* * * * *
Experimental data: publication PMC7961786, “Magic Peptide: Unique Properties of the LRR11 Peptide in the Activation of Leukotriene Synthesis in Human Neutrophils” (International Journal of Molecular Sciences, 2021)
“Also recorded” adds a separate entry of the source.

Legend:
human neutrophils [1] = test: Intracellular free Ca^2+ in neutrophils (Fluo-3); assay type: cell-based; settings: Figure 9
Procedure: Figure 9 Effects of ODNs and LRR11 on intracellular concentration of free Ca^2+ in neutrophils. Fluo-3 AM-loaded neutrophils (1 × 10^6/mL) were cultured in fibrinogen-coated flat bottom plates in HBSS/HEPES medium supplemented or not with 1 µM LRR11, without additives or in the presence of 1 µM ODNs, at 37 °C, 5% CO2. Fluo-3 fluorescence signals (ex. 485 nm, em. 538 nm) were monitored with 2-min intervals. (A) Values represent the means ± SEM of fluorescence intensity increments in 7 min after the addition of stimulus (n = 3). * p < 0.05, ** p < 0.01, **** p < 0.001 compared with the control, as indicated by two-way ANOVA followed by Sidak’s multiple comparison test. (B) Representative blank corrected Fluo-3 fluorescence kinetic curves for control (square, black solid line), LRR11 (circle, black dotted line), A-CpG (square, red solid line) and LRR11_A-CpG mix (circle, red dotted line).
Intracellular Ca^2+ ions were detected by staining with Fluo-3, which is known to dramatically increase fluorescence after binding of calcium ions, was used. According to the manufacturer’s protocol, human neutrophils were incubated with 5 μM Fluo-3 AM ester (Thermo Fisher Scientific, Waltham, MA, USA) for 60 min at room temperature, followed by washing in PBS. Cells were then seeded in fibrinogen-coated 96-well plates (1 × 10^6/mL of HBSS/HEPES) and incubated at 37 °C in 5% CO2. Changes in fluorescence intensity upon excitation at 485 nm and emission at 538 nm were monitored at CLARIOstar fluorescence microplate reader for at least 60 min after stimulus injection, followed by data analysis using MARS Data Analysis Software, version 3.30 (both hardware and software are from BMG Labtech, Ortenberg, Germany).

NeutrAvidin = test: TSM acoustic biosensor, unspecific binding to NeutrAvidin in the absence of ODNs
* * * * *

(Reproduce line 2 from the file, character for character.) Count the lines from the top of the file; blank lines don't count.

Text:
“Also recorded” adds a separate entry of the source.